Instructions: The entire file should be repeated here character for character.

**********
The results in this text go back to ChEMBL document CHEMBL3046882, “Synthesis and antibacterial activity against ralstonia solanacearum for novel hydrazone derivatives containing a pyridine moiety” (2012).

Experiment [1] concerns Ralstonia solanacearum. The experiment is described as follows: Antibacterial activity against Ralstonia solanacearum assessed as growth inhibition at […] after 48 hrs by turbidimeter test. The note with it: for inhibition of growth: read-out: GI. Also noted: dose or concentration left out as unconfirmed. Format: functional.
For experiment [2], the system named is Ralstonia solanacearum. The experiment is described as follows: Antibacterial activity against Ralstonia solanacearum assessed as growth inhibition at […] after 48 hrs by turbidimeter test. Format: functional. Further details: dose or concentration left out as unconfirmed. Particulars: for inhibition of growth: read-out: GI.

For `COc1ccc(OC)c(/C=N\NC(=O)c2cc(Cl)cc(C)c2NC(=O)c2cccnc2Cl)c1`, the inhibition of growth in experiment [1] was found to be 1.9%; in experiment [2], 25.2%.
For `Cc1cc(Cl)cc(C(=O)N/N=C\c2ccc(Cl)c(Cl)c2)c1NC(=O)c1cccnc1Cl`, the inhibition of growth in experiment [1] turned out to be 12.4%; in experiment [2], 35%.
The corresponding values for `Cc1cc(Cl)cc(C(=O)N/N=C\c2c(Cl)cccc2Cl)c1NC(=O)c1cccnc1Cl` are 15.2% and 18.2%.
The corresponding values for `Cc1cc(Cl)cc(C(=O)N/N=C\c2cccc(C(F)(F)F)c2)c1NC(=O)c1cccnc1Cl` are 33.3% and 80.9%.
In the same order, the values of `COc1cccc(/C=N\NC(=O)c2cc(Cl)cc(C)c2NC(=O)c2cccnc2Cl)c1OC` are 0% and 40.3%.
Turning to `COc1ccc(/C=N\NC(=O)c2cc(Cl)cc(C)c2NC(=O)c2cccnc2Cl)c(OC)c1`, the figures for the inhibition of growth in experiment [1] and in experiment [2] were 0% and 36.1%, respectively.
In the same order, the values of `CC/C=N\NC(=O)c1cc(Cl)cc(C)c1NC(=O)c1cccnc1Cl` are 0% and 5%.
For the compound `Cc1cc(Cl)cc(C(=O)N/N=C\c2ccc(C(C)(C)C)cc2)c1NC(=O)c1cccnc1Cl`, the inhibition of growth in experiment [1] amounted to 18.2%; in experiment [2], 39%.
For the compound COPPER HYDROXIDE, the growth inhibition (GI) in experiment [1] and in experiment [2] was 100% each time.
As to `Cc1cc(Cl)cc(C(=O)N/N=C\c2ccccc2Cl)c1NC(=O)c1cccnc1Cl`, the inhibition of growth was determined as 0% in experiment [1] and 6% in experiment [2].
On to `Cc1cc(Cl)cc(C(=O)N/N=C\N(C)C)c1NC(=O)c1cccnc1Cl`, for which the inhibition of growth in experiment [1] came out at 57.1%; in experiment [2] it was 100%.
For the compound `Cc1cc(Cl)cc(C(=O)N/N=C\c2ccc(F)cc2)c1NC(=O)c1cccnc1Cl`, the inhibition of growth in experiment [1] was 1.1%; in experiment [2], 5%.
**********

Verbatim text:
The results in this text go back to ChEMBL document CHEMBL3046882, “Synthesis and antibacterial activity against ralstonia solanacearum for novel hydrazone derivatives containing a pyridine moiety” (2012).

Experiment [1] concerns Ralstonia solanacearum. The experiment is described as follows: Antibacterial activity against Ralstonia solanacearum assessed as growth inhibition at […] after 48 hrs by turbidimeter test. The note with it: for inhibition of growth: read-out: GI. Also noted: dose or concentration left out as unconfirmed. Format: functional.
For experiment [2], the system named is Ralstonia solanacearum. The experiment is described as follows: Antibacterial activity against Ralstonia solanacearum assessed as growth inhibition at […] after 48 hrs by turbidimeter test. Format: functional. Further details: dose or concentration left out as unconfirmed. Particulars: for inhibition of growth: read-out: GI.

For `COc1ccc(OC)c(/C=N\NC(=O)c2cc(Cl)cc(C)c2NC(=O)c2cccnc2Cl)c1`, the inhibition of growth in experiment [1] was found to be 1.9%; in experiment [2], 25.2%.
For `Cc1cc(Cl)cc(C(=O)N/N=C\c2ccc(Cl)c(Cl)c2)c1NC(=O)c1cccnc1Cl`, the inhibition of growth in experiment [1] turned out to be 12.4%; in experiment [2], 35%.
The corresponding values for `Cc1cc(Cl)cc(C(=O)N/N=C\c2c(Cl)cccc2Cl)c1NC(=O)c1cccnc1Cl` are 15.2% and 18.2%.
The corresponding values for `Cc1cc(Cl)cc(C(=O)N/N=C\c2cccc(C(F)(F)F)c2)c1NC(=O)c1cccnc1Cl` are 33.3% and 80.9%.
In the same order, the values of `COc1cccc(/C=N\NC(=O)c2cc(Cl)cc(C)c2NC(=O)c2cccnc2Cl)c1OC` are 0% and 40.3%.
Turning to `COc1ccc(/C=N\NC(=O)c2cc(Cl)cc(C)c2NC(=O)c2cccnc2Cl)c(OC)c1`, the figures for the inhibition of growth in experiment [1] and in experiment [2] were 0% and 36.1%, respectively.
In the same order, the values of `CC/C=N\NC(=O)c1cc(Cl)cc(C)c1NC(=O)c1cccnc1Cl` are 0% and 5%.
For the compound `Cc1cc(Cl)cc(C(=O)N/N=C\c2ccc(C(C)(C)C)cc2)c1NC(=O)c1cccnc1Cl`, the inhibition of growth in experiment [1] amounted to 18.2%; in experiment [2], 39%.
For the compound COPPER HYDROXIDE, the growth inhibition (GI) in experiment [1] and in experiment [2] was 100% each time.
As to `Cc1cc(Cl)cc(C(=O)N/N=C\c2ccccc2Cl)c1NC(=O)c1cccnc1Cl`, the inhibition of growth was determined as 0% in experiment [1] and 6% in experiment [2].
On to `Cc1cc(Cl)cc(C(=O)N/N=C\N(C)C)c1NC(=O)c1cccnc1Cl`, for which the inhibition of growth in experiment [1] came out at 57.1%; in experiment [2] it was 100%.
For the compound `Cc1cc(Cl)cc(C(=O)N/N=C\c2ccc(F)cc2)c1NC(=O)c1cccnc1Cl`, the inhibition of growth in experiment [1] was 1.1%; in experiment [2], 5%.